There is an imbalance of the number of people who demand health care, the price they pay and are willing to pay for it in the future, and the number of health care providers who supply the services demanded.
This imbalance creates pressures on health care finance. More and more people, including our government and the businesses that cover health care costs of these people, would not be willing to pay an ever-increasing amount to finance health care. Premiums will not be allowed to increase indefinitely, because it is becoming unsustainable for the government to allow it, leading to cut backs in coverage. Many countries experimenting with different schemes are finding it difficult and unpopular to do so (OECD, 2006).
As the PWC article and others (Schur, Berk, and Yegian, 2004) noted, the pressure of lower available financing in the face of rising health care costs and prices in the last decade, and the unwillingness of people (including the government) to pay for them indefinitely, are dangers that threaten our future in three ways.
And third, our nation and our government will continue to find it a challenge to balance the costs of maintaining an aging population and a dwindling youth population exposed to more serious sicknesses.
These are the challenges facing our health care organization. ...
These are the challenges facing our health care organization. Unless we make some changes to cope with these challenges that are partly the effects of health care finance trends, we may not survive as a business. We therefore need strategic thinking to guide our organization, our services, and myself, in the next three to five years.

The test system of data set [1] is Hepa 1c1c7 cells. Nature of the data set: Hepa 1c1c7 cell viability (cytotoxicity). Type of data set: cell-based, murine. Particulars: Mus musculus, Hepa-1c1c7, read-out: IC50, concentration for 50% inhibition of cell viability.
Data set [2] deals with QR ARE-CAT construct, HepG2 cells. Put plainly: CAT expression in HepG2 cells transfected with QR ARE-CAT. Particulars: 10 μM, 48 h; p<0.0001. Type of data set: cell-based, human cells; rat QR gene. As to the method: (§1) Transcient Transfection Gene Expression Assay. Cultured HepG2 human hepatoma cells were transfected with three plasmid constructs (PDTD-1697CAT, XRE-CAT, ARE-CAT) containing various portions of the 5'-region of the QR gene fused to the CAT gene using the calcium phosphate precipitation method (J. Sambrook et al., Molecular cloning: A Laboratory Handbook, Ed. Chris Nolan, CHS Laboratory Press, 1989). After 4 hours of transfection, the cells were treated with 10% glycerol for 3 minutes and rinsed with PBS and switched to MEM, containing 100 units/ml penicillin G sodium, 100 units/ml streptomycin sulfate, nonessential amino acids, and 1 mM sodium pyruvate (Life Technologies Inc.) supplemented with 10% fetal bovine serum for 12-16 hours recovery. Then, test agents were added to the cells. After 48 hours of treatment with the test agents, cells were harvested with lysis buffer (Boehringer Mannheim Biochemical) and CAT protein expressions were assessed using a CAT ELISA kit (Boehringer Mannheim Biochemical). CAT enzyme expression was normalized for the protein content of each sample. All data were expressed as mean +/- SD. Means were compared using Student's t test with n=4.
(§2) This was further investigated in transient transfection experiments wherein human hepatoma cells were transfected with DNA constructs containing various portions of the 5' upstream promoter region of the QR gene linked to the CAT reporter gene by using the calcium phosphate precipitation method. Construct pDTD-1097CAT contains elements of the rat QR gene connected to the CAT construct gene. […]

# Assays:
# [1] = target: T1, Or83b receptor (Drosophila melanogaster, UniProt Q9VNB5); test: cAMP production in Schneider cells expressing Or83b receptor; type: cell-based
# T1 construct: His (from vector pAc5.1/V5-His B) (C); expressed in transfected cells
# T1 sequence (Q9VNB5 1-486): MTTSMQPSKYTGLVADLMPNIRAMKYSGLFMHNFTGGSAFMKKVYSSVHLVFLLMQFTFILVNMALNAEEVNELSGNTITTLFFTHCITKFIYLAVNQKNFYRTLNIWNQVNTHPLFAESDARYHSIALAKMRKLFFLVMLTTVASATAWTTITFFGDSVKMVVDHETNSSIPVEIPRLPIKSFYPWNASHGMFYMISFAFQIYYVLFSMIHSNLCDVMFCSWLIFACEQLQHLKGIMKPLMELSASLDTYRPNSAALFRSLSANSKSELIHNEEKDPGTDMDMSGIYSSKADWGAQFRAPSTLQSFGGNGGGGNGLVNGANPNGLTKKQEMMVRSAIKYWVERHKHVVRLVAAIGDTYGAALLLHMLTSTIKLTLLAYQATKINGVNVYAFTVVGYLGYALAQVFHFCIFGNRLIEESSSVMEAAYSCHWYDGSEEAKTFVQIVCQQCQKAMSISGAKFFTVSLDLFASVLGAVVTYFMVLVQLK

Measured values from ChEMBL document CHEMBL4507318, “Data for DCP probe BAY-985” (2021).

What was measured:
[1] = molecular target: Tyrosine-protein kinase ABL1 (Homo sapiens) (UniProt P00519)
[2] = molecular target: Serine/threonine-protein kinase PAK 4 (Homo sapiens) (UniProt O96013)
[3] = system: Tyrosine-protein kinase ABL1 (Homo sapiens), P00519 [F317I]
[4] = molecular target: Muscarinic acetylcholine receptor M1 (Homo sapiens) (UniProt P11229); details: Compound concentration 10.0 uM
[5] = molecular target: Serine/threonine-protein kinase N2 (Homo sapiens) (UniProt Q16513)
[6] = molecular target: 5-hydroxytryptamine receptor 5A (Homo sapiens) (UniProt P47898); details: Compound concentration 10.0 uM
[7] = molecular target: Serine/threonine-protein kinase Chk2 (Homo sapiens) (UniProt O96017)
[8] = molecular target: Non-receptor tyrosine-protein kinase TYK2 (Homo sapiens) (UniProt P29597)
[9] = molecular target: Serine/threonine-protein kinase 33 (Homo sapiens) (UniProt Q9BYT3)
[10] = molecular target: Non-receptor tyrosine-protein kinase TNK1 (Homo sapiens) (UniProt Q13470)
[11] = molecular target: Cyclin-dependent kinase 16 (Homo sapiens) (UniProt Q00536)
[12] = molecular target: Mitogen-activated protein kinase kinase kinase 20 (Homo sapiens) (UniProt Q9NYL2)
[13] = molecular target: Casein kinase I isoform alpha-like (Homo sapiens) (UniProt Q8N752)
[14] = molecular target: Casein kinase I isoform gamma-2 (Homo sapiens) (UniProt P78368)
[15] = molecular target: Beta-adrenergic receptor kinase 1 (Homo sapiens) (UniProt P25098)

Our organization must learn to manage costs, and invest funds in modern equipment and the training of people to continue improving our productivity, making the hospital sustainable. We need to make sure our health care services meet high quality standards without the costs going up too high, so we can continue to charge affordable prices. We also need to start thinking of ethical issues, like "do we provide the care that is needed and requested, or do we limit ourselves to what is financially covered by health insurance" Everyone from management to the youngest employee has to be prepared to face these challenges.
The impact of future trends in health care finance affects all providers in different ways, and in the not-for-profit Catholic hospital where I work the issues we need to be prepared for will range from the medical and financial to the ethical and moral.
Some Detailed Considerations
I am a registered nurse who manages a Same Day Surgery unit in the hospital as part of my job working for the SSM Network, which has as its mission to provide exceptional health care services driven by core values consistent with our organization's heritage and priorities. We are known for our commitment to quality care - we won the Baldridge Quality Award in 2002, an accomplishment that reflects an exceptional